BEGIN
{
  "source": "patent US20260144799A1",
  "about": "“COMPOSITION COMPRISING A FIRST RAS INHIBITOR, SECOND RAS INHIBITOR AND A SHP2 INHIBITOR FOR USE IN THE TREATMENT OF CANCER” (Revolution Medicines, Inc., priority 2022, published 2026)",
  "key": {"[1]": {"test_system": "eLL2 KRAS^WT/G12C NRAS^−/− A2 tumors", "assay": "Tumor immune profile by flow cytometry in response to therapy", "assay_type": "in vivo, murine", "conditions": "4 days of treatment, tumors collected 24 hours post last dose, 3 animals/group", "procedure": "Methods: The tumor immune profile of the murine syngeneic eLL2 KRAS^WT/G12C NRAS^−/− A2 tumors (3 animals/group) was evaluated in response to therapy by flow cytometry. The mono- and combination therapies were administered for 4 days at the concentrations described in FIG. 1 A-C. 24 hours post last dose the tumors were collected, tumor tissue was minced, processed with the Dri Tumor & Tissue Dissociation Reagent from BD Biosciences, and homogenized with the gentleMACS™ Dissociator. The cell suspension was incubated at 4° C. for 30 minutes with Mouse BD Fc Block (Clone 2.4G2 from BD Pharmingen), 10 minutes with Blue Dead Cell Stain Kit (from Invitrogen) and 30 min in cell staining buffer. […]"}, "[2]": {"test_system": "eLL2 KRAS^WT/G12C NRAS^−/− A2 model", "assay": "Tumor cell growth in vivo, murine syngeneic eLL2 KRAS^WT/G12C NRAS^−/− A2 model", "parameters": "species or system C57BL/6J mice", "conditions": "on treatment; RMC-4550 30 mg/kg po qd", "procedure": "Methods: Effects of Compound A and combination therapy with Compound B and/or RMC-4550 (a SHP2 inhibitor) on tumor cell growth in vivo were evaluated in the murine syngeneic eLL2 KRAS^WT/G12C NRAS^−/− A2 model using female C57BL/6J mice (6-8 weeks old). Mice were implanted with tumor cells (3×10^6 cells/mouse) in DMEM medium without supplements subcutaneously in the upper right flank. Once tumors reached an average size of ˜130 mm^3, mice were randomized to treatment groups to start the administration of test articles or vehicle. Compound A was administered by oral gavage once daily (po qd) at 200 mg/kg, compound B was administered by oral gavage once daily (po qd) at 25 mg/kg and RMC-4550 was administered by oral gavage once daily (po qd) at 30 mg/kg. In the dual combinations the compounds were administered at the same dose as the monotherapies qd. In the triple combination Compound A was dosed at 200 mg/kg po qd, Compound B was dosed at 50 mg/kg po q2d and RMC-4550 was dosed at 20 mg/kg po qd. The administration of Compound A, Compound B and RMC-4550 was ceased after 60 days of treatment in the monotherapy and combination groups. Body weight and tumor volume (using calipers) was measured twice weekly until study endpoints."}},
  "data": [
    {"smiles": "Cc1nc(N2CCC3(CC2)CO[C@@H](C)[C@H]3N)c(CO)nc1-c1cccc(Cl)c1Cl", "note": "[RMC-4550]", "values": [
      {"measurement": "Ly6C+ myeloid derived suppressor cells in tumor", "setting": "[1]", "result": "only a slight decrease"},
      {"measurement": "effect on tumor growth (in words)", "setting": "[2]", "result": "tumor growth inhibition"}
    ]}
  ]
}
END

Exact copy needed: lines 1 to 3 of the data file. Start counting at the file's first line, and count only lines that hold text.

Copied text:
{
  "source": "patent US20260144799A1",
  "about": "“COMPOSITION COMPRISING A FIRST RAS INHIBITOR, SECOND RAS INHIBITOR AND A SHP2 INHIBITOR FOR USE IN THE TREATMENT OF CANCER” (Revolution Medicines, Inc., priority 2022, published 2026)",